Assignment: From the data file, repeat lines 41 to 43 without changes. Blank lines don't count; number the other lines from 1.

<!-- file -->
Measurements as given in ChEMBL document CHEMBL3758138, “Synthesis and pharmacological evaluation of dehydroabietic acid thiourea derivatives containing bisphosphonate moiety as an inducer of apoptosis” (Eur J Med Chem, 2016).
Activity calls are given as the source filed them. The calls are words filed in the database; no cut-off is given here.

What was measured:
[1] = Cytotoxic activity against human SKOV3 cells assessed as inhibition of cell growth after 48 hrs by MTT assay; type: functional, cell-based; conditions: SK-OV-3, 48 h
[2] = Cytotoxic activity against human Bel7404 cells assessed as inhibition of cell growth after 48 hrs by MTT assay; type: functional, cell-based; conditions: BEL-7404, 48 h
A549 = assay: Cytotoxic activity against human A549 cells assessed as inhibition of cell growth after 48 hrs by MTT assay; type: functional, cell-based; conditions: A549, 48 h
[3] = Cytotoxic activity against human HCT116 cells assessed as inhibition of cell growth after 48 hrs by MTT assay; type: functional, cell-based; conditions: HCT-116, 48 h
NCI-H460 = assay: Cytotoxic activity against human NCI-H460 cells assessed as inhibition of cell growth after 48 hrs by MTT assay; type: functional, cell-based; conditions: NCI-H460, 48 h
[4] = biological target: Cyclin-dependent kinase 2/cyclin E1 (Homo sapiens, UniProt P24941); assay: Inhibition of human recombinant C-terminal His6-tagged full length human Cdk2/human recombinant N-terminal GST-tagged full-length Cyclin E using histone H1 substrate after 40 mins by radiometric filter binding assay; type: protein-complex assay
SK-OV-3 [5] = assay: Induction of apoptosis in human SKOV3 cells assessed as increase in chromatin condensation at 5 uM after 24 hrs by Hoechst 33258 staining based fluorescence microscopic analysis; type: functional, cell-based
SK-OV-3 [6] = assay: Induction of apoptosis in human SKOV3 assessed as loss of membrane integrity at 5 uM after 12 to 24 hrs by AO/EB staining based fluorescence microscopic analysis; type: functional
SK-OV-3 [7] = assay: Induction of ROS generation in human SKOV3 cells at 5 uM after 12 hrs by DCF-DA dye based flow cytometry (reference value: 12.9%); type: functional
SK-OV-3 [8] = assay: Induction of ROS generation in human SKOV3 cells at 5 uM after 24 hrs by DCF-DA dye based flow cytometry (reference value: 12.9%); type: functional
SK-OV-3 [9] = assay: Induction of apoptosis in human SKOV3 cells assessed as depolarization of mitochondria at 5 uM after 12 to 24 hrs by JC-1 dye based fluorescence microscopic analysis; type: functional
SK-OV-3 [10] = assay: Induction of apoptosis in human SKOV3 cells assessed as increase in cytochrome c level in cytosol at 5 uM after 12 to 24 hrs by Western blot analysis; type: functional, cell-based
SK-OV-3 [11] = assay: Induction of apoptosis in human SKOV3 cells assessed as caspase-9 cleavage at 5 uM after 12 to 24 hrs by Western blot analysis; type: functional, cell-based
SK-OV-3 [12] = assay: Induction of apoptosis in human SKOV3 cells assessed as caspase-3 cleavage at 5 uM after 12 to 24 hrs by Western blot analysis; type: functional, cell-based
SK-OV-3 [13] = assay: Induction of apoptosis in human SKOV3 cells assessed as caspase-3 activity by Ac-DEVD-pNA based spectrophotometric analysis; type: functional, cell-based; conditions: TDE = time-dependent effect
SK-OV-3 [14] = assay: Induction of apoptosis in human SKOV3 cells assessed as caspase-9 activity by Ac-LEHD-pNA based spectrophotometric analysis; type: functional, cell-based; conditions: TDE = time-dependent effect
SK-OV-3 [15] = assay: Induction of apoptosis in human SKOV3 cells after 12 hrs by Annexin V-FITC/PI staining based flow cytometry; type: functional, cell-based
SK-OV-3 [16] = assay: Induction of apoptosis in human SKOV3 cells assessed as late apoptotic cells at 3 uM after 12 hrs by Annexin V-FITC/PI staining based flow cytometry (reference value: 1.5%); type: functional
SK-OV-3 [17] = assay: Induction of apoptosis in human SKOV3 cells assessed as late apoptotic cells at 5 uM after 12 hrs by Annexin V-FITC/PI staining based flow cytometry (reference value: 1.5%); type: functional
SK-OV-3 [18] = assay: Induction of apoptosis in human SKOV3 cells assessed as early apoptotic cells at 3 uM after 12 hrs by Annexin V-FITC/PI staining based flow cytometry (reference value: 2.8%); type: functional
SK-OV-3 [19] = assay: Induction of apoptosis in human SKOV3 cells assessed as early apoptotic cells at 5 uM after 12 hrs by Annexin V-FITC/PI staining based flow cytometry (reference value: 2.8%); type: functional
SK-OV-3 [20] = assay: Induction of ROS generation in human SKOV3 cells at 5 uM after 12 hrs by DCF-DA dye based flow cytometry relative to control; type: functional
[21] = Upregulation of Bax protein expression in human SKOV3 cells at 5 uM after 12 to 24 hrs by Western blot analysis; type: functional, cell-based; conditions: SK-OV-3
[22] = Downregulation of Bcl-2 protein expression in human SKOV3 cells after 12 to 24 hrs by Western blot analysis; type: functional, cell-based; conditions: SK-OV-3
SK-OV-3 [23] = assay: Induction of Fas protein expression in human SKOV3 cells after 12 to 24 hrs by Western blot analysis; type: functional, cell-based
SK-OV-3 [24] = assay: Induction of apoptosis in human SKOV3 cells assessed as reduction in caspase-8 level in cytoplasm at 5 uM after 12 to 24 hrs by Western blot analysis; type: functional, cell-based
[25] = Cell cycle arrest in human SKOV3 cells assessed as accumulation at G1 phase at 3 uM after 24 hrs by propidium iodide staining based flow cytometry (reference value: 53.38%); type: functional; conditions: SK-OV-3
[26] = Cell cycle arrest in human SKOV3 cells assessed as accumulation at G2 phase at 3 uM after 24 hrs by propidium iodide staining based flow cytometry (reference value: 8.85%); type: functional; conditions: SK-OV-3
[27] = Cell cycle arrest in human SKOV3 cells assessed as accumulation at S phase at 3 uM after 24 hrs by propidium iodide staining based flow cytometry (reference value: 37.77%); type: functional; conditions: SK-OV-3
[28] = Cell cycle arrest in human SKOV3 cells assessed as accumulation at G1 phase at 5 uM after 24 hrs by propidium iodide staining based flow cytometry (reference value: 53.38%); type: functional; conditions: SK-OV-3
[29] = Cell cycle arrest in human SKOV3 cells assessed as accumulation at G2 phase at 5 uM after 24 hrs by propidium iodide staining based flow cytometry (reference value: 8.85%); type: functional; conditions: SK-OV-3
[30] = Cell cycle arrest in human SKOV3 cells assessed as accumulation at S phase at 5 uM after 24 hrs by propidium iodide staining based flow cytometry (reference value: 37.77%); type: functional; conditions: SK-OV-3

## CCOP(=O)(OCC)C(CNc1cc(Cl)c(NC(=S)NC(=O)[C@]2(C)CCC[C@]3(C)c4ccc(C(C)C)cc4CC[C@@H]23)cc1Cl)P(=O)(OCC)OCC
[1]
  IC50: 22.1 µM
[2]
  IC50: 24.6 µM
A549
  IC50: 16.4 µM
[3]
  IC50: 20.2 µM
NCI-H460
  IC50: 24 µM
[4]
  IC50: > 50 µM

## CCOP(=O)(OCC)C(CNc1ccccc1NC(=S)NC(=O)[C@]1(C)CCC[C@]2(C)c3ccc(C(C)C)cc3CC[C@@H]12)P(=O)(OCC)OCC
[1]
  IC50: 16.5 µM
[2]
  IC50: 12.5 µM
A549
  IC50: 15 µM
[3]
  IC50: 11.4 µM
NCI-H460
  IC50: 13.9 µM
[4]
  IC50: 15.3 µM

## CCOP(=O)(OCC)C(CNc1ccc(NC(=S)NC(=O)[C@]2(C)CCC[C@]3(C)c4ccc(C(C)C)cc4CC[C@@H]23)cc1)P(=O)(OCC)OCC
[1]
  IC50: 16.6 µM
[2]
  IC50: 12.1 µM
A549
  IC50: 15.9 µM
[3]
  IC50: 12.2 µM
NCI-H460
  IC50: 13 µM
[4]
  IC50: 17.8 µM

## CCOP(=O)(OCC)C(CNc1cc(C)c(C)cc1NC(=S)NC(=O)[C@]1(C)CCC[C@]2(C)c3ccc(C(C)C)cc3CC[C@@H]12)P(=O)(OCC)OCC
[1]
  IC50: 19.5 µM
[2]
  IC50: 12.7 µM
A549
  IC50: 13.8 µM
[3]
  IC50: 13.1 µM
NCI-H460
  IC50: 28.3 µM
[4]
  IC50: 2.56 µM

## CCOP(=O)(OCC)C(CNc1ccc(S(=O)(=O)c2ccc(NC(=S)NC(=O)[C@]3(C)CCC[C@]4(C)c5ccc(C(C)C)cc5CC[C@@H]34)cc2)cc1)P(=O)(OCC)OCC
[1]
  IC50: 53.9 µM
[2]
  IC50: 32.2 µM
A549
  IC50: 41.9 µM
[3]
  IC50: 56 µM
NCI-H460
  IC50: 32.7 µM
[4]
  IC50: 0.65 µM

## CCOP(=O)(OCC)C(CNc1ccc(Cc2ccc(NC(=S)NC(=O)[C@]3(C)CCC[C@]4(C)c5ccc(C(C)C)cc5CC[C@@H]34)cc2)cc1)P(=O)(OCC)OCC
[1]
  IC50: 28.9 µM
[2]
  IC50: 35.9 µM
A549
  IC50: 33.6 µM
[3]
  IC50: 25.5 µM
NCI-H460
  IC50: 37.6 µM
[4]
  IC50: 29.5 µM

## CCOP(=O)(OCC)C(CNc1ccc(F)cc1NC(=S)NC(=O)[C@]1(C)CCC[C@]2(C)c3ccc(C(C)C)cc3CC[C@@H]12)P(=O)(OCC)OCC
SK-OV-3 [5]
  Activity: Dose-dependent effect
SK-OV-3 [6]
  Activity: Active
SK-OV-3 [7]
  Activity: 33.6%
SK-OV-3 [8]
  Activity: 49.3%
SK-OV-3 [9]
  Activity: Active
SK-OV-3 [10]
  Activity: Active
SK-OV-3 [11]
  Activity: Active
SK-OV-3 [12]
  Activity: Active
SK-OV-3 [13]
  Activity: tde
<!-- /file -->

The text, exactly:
A549
  IC50: 16.4 µM
[3]